Batsman Jesse Ryder out of coma as police arrest two


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The Independent Online

New Zealand cricketer Jesse Ryder has emerged from an induced coma and spoken with family members two days after being seriously injured in a brutal attack outside a Christchurch bar. Ryder was also breathing without the aid of the respirator which helped keep him alive after he suffered a collapsed lung during the late-night attack.

Ryder's manager, Aaron Klee, said the 28-year-old Wellington all-rounder had no memory of the attack, which happened as he left a bar in the Christchurch suburb of Merivale where he had been socialising with fellow team members. Police say Ryder was involved in an altercation with two men as he left the bar and again after crossing the road to the car park of a fast-food restaurant. His most severe injuries – a fractured skull and collapsed lung – occurred in the second assault.

Police have charged two men aged 20 and 37 with assault in connection with the attack. They are due to appear in the Christchurch District Court on Thursday.

Klee said medical staff had slowly reduced Ryder's medication on Saturday to allow him to become more responsive. One of his first actions was to make a thumbs-up gesture to a neurosurgeon. He added that Ryder had since spoken to family members, although he was still uncomfortable and drowsy.

"I'm smiling today," Klee said. "We're working through the immediate effects of him being in a coma and the drugs but we are absolutely thrilled with his progress."

Klee said seeing Ryder emerge from the coma was "emotional for us that we were there to see that. Just to see him wake up and acknowledge that you were there and then start asking for people, I guess then you know that he's there.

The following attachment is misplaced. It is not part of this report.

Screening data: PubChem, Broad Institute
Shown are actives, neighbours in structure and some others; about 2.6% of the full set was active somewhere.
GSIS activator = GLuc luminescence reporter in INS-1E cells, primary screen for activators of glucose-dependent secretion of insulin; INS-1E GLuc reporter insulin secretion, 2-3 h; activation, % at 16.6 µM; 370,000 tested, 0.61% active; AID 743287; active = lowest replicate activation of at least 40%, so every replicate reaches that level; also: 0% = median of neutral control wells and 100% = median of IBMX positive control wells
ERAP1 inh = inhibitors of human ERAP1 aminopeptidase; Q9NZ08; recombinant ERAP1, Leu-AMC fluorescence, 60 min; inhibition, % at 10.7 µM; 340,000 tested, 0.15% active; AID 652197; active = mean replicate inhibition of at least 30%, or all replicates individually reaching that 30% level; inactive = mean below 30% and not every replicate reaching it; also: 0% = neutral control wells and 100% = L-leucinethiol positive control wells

"We're all pretty exhausted, it's been a pretty difficult few days, but having some wins over the last 24 hours has been a huge relief."

Doctors are now trying to determine the extent of Ryder's injuries. "He had a knock to the head and so they're assessing what sort of damage that may have been done, but at the moment it very much looks like a very bad concussion," Klee said. "He's got a bit of damage to his lungs and that's what they've been most concerned about."

Ryder's last memory, Klee said, was making a first-ball duck against Canterbury in a semi-final of New Zealand's one-day competition.

"He knows where he is, he knows what's happened and he knows I'm talking to [reporters]," Klee said. "He remembers getting a duck, not much after that. This is only the start of the recovery process for Jesse and there is still a big battle ahead to full health, but the progress is positive. If he can recover from these injuries and get back to playing sport I'm pretty sure there's a drive within Jesse that will get him back if he can."

Ryder was due to leave New Zealand on Friday to take up a contract with the Delhi Daredevils in the Indian Premier League. He has not played for New Zealand since February 2012, when he withdrew from international cricket to tackle alcohol and other personal issues. Police, who are not seeking anyone else in connection with the assaults, said Ryder's alcohol intake was not a contributing factor in the assault.